How to: Obtain Stores for Isolated Storage


An isolated store exposes a virtual file system within a data compartment. The IsolatedStorageFile class supplies a number of methods for interacting with an isolated store. To create and retrieve stores, IsolatedStorageFile provides three static methods:

  • GetUserStoreForAssembly returns storage that is isolated by user and assembly.

  • GetUserStoreForDomain returns storage that is isolated by domain and assembly.

    Both methods retrieve a store that belongs to the code from which they are called.

  • The static method GetStore returns an isolated store that is specified by passing in a combination of scope parameters.

The following code returns a store that is isolated by user, assembly, and domain.

        IsolatedStorageFile isoStore = IsolatedStorageFile.GetStore(IsolatedStorageScope.User |
            IsolatedStorageScope.Assembly | IsolatedStorageScope.Domain, null, null);

You can use the GetStore method to specify that a store should roam with a roaming user profile. For details on how to set this up, see Types of Isolation.

Isolated stores obtained from within different assemblies are, by default, different stores. You can access the store of a different assembly or domain by passing in the assembly or domain evidence in the parameters of the GetStore method. This requires permission to access isolated storage by application domain identity. For more information, see the GetStore method overloads.

The GetUserStoreForAssembly, GetUserStoreForDomain, and GetStore methods return an IsolatedStorageFile object. To help you decide which isolation type is most appropriate for your situation, see Types of Isolation. When you have an isolated storage file object, you can use the isolated storage methods to read, write, create, and delete files and directories.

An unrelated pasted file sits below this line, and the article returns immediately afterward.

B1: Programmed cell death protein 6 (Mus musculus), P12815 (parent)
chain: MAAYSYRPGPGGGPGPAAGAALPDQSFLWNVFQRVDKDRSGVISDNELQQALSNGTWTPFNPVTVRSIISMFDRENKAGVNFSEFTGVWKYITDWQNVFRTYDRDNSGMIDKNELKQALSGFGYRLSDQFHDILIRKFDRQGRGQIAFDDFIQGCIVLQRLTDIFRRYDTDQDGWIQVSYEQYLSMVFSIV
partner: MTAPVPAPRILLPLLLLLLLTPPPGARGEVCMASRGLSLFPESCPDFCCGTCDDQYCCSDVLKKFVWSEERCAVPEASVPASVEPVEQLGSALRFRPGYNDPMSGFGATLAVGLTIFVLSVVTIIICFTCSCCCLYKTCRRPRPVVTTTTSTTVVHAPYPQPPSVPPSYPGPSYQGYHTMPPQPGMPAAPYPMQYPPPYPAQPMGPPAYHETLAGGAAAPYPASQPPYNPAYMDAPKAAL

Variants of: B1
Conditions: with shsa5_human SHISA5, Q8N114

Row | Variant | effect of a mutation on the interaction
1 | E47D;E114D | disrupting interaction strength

There is no mechanism that prevents code from passing an IsolatedStorageFile object to code that does not have sufficient access to get the store itself. Domain and assembly identities and isolated storage permissions are checked only when a reference to an IsolatedStorage object is obtained, typically in the GetUserStoreForAssembly, GetUserStoreForDomain, or GetStore method. Protecting references to IsolatedStorageFile objects is, therefore, the responsibility of the code that uses these references.

The following code provides a simple example of a class obtaining a store that is isolated by user and assembly. The code can be changed to retrieve a store that is isolated by user, domain, and assembly by adding IsolatedStorageScope.Domain to the arguments that the GetStore method passes.

After you run the code, you can confirm that a store was created by typing StoreAdm /LIST at the command line. This runs the Isolated Storage tool (Storeadm.exe) and lists all the current isolated stores for the user.

using System;
using System.IO.IsolatedStorage;

public class ObtainingAStore
    public static void Main()
        // Get a new isolated store for this assembly and put it into an
        // isolated store object.

        IsolatedStorageFile isoStore = IsolatedStorageFile.GetStore(IsolatedStorageScope.User |
            IsolatedStorageScope.Assembly, null, null);

Isolated Storage
Types of Isolation
Assemblies in the Common Language Runtime